The weapons available to the main cast have gone from eight to six; the Sledgehammer, Saber and Rapier have been eliminated and a counterpoint to the Naginata, the Yari, has been added. The first two were likely judged redundant on top of the Broadsword and Long Sword, while the new Two-Swords stance allows one to stab with the second sword as you would with the Rapier. In fact, one character, Highwayman, uses a Rapier as his subweapon. There is another new stance, in which a warrior keeps their weapon sheathed until the right moment, then draws it and strikes in one swift movement. Both the Two-Swords and Sheathed stances are reserved for a handful of characters. A more ambivalent change is that it's no longer possible to cripple your opponent's legs. Considering that few attacks hit low anymore, this is no surprise. Nonetheless, it was one of the first game's coolest feature and a major part of its strategic aspect. While Bushido Blade 2 may be a more refined game in many aspects, the elimination of leg wounds and the Sledgehammer save its predecessor from obsolescence.

On the other hand, the roster goes from seven characters to twenty-two (once everyone is unlocked), with a wide variety of designs, from the traditionally cool to the comical and extravagant. They're divided into enemy clans, the Narukagami (which includes most of the original cast) and the Shainto, with a few independents who side with one or the other for reasons of their own. Katze, the gun-toting mercenary, now has a female counterpart, making for a fun matchup.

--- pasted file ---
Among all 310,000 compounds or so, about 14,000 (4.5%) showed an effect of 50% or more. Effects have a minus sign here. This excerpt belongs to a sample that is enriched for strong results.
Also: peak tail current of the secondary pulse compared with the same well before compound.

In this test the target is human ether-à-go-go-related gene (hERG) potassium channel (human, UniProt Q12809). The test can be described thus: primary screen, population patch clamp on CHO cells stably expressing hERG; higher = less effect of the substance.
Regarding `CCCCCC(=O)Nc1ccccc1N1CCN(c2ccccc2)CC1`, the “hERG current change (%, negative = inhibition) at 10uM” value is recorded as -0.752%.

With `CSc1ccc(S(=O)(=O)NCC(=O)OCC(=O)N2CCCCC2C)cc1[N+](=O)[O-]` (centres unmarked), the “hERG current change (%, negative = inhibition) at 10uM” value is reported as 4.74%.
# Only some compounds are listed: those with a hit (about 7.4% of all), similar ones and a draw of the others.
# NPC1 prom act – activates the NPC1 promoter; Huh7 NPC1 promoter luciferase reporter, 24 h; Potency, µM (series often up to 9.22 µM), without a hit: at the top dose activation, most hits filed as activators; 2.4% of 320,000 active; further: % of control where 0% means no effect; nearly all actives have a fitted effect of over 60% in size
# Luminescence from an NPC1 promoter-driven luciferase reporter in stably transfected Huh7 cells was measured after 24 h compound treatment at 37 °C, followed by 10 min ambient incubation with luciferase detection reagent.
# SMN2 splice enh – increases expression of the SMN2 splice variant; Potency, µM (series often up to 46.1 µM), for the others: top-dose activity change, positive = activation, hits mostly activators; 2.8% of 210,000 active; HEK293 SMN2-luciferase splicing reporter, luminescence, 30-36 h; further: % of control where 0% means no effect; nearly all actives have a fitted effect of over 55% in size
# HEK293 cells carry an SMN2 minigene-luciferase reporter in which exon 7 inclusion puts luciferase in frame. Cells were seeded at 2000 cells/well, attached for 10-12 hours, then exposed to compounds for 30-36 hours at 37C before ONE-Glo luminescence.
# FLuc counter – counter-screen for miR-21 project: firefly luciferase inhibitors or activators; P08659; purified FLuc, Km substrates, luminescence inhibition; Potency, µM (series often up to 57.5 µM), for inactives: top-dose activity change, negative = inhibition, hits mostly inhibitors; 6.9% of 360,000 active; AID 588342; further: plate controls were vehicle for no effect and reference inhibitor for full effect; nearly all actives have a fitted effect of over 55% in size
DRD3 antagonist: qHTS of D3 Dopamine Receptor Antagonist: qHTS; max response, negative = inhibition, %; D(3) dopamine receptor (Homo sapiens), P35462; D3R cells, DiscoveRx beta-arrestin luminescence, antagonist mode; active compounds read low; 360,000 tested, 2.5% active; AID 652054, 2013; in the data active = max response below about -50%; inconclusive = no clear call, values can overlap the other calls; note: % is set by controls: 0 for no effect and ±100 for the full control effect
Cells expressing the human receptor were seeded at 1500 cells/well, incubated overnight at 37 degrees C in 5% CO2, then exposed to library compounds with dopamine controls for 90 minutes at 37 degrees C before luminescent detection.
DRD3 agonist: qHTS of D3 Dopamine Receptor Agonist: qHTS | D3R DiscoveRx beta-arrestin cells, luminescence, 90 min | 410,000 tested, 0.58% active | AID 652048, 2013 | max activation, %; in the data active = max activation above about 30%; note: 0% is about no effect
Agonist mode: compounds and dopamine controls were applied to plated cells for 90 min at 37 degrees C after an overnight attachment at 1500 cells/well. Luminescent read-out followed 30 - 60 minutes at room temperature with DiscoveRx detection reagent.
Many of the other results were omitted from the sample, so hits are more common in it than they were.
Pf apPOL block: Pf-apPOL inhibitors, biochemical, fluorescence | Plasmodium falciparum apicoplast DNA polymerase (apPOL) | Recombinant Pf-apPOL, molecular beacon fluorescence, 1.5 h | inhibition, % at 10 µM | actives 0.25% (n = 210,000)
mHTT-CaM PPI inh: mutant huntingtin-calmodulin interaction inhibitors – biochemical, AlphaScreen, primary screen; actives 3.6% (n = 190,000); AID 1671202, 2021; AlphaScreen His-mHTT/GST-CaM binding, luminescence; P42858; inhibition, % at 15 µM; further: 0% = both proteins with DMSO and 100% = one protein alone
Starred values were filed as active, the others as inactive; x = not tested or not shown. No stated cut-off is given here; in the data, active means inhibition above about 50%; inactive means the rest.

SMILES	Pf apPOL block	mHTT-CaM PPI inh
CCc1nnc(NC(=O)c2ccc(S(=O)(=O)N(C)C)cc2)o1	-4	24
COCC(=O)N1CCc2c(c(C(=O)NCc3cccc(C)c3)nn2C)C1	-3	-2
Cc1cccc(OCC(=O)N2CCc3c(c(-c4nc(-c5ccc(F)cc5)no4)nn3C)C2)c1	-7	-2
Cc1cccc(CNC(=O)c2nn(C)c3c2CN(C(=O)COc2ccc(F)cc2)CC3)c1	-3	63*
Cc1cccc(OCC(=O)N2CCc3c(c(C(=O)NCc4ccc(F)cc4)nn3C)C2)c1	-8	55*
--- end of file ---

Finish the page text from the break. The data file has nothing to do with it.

There are many new attack chains and special moves, always depending on the combination of character and weapon you choose. They include "throws", which must be performed at close range and kill your opponent unless escaped. A warrior might slide around his enemy and slice his throat, or kick him to the ground and cut him down mercilessly. Setting them up can be risky, but they're always satisfying to pull off. Each character possesses a unique special move, and there's a much greater variety to the subweapons now; among the coolest are a frog, which leave certain characters paralyzed with fear, and a fierce war cry which temporarily stuns the opponent but can cause its user to cough, leaving him vulnerable instead.